Climate change and the economy: what COP26 needs to know

14 October 2021


Climate change and the economy: what COP26 needs to know

Event hosted by University of Cambridge Alumni Festival 2021 on 28 September 2021

With the climate clock ticking, two of Cambridge’s leading economists, Dr Matthew Agarwala and Dr Cristina Peñasco, spoke to CSaP's Executive Director Rob Doubleday, about what leaders at COP26 need to know and do to deliver a clean, green recovery.

Dr Matthew Agarwala and Dr Cristina Peñasco, discussed some of the challenges and opportunities leaders should know, to ensure a sustainable and economic future following the COVID-19 pandemic. Will climate policy increase inequality? Can the public finances support pandemic recovery and climate action simultaneously?

The Alumni Festival brings people together from around the world, to discover the latest fascinating research and reconnect with fellow alumni from the University of Cambridge.

This year’s Alumni Festival took place online with an array of fascinating talks, tours and discussions. The Festival featured over 80 sessions across five days, from Friday 24 September to Tuesday 28 September.


Dr Matthew Agarwala

Matthew Agarwala

Matthew Agarwala is an economist interested in wealth-based approaches to measuring and delivering sustainability, wellbeing, and productivity. His research is motivated by the belief that 20th century statistics can't capture 21st century progress. Matthew leads the Bennett Institute’s Wealth Economy project, which seeks to transform economic measurement to better reflect sustainability, inequality, and human wellbeing.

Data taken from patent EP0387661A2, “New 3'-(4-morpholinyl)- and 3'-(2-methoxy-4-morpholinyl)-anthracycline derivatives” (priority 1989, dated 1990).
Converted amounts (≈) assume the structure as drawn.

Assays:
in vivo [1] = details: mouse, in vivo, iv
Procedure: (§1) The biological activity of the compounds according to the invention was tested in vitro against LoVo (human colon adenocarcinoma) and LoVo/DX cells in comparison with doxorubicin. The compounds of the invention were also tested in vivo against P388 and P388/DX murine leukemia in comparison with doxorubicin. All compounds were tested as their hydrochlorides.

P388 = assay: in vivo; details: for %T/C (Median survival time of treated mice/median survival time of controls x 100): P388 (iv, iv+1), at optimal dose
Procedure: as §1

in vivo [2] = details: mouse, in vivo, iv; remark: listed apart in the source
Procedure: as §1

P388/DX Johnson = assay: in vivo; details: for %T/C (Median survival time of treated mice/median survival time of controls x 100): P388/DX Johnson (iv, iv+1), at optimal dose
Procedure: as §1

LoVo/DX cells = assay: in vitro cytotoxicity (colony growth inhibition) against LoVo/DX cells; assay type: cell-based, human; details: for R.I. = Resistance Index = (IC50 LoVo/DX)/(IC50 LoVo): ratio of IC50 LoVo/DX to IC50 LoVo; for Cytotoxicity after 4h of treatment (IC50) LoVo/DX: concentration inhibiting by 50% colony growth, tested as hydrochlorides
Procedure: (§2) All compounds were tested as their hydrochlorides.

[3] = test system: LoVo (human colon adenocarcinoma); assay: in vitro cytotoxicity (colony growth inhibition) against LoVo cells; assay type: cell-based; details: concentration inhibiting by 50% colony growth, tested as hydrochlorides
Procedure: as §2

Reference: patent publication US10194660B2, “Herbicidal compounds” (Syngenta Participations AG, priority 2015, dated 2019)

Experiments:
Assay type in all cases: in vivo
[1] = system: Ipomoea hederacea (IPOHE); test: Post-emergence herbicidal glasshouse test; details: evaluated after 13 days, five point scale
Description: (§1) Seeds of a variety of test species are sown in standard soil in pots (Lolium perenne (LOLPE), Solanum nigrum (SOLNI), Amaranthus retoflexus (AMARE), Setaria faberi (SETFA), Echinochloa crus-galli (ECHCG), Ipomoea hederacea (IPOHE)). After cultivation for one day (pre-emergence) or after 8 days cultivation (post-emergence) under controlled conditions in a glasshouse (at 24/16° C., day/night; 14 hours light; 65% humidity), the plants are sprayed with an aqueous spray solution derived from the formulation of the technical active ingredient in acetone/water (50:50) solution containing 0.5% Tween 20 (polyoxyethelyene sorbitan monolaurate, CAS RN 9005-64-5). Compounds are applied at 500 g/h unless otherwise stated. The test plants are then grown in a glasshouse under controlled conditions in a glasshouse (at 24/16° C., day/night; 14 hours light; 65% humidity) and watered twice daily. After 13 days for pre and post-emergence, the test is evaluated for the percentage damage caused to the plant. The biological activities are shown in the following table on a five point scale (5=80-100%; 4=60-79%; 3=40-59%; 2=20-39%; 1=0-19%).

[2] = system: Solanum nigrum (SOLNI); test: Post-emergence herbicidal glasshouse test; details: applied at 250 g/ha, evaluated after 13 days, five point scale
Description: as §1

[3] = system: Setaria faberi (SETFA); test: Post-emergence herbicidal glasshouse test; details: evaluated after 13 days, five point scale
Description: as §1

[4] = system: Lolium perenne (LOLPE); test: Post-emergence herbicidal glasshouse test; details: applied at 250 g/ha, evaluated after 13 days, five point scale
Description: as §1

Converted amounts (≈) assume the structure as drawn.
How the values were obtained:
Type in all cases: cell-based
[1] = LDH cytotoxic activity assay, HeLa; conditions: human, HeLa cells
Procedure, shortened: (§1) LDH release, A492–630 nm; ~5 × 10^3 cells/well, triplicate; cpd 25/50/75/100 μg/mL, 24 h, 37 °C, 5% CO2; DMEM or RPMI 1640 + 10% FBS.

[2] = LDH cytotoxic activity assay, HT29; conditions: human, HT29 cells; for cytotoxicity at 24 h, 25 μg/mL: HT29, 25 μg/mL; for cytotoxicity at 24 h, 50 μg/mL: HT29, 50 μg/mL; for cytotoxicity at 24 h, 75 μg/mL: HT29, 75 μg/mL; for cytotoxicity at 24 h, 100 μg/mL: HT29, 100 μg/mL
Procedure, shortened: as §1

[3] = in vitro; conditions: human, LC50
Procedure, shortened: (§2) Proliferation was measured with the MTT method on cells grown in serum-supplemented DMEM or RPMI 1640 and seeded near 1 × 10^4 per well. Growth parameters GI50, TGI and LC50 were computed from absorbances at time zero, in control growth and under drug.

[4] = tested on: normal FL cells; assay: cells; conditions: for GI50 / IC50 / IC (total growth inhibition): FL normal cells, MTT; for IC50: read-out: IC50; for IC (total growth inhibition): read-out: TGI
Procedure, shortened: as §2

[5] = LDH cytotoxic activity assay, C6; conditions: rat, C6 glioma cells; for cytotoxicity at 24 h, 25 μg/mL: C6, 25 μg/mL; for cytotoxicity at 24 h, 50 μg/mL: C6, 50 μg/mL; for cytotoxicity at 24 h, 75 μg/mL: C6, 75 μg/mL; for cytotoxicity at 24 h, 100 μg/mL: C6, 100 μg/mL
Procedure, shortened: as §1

Matthew regularly consults for governments and scientific organisations on topics of natural capital, ecosystem services, wellbeing, and sustainability. Beyond Cambridge, Matthew maintains active research networks in Canada, Hong Kong, Germany, USA, Japan, and throughout the UK.

Dr Cristina Peñasco

Cristina Peñasco

Dr Cristina Peñasco is a University Lecturer in Public Policy at the Department of Politics and International Studies (POLIS) at the University of Cambridge and the Programme Director of the MPhil in Public Policy. She is an associate researcher at the Bennet Institute and at Cambridge Centre for Environment, Energy and Natural Resource Governance (C-EENRG). Her research lines bring together multidisciplinary research in environmental economics, innovation policy and energy economics in green and energy efficiency technologies, with a focus on the policy instruments enabling the transition to low-carbon economies. She has published prolifically in world-class journals such as Nature Climate Change, The Journal of Cleaner Production, Energy Policy or Business Strategy and the Environment.